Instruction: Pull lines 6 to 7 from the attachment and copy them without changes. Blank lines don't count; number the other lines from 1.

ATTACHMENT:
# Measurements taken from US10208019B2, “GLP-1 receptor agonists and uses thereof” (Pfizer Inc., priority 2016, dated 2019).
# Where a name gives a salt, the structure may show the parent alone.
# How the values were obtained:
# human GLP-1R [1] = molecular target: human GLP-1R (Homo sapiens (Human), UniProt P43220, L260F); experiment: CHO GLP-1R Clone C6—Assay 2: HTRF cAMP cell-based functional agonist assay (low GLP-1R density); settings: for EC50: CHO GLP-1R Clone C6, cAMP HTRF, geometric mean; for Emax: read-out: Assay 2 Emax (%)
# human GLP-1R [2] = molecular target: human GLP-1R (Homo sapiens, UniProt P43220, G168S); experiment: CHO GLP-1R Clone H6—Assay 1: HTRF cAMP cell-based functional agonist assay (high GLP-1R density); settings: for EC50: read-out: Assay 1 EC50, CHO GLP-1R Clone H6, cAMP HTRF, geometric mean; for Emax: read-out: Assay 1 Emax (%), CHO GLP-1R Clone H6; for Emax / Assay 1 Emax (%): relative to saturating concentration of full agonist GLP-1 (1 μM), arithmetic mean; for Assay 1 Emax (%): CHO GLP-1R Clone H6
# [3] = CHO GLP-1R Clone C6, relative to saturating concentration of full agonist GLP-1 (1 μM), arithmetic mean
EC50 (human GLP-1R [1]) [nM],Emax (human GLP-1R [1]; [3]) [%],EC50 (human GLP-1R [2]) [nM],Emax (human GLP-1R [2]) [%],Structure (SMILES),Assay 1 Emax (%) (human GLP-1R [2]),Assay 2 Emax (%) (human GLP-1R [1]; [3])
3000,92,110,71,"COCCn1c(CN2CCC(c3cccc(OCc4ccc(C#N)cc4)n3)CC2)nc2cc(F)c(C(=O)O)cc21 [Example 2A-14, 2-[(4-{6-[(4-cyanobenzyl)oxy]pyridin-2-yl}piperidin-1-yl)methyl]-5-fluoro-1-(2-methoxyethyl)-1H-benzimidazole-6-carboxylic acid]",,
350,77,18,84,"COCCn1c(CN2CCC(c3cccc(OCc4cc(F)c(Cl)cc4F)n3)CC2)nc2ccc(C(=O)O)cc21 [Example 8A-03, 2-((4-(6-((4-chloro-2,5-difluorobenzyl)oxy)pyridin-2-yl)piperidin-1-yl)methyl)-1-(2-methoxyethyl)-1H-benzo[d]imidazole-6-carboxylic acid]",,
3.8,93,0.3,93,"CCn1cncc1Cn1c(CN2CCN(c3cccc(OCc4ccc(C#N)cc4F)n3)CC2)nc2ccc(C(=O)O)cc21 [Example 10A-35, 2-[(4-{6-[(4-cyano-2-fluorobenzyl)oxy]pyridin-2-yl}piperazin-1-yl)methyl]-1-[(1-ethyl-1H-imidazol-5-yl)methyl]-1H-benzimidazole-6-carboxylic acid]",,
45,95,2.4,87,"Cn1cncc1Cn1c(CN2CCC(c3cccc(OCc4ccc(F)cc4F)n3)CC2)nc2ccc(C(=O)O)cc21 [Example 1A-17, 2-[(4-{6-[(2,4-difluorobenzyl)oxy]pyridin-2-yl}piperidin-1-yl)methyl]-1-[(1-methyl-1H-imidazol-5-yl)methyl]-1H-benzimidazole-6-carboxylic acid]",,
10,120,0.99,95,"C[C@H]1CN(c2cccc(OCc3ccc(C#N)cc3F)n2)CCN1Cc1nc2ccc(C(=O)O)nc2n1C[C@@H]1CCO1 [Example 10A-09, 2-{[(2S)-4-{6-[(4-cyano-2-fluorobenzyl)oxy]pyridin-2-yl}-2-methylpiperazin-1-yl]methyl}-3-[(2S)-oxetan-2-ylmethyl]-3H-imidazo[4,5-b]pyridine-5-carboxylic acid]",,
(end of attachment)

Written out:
# [3] = CHO GLP-1R Clone C6, relative to saturating concentration of full agonist GLP-1 (1 μM), arithmetic mean
EC50 (human GLP-1R [1]) [nM],Emax (human GLP-1R [1]; [3]) [%],EC50 (human GLP-1R [2]) [nM],Emax (human GLP-1R [2]) [%],Structure (SMILES),Assay 1 Emax (%) (human GLP-1R [2]),Assay 2 Emax (%) (human GLP-1R [1]; [3])